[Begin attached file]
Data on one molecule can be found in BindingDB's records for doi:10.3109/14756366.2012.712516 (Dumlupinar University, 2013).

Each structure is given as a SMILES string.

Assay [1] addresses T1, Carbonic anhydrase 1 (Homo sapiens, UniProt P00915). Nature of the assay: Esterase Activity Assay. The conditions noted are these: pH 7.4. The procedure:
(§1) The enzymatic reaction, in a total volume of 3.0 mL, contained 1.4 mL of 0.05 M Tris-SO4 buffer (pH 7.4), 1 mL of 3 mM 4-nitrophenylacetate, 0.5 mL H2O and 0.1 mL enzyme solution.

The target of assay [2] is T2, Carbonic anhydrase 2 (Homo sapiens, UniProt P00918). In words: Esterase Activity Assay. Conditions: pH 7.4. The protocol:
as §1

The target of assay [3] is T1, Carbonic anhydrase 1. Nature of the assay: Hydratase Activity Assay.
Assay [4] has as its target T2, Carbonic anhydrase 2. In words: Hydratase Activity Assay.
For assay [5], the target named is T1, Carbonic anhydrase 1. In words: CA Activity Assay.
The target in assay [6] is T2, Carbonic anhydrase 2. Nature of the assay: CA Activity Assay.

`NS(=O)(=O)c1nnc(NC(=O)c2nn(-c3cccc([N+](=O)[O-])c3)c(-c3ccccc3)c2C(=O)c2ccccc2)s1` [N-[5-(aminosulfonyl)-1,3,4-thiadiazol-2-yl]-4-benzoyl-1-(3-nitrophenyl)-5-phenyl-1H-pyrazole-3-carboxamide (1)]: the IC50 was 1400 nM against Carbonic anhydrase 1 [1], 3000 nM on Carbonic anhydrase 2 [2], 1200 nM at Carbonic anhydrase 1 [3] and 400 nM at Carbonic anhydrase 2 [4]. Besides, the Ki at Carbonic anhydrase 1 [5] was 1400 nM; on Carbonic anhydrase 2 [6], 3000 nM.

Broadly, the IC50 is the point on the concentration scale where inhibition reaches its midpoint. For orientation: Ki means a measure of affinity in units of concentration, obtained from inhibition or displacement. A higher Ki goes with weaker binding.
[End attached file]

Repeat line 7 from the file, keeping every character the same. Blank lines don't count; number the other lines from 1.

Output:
The target of assay [3] is T1, Carbonic anhydrase 1. Nature of the assay: Hydratase Activity Assay.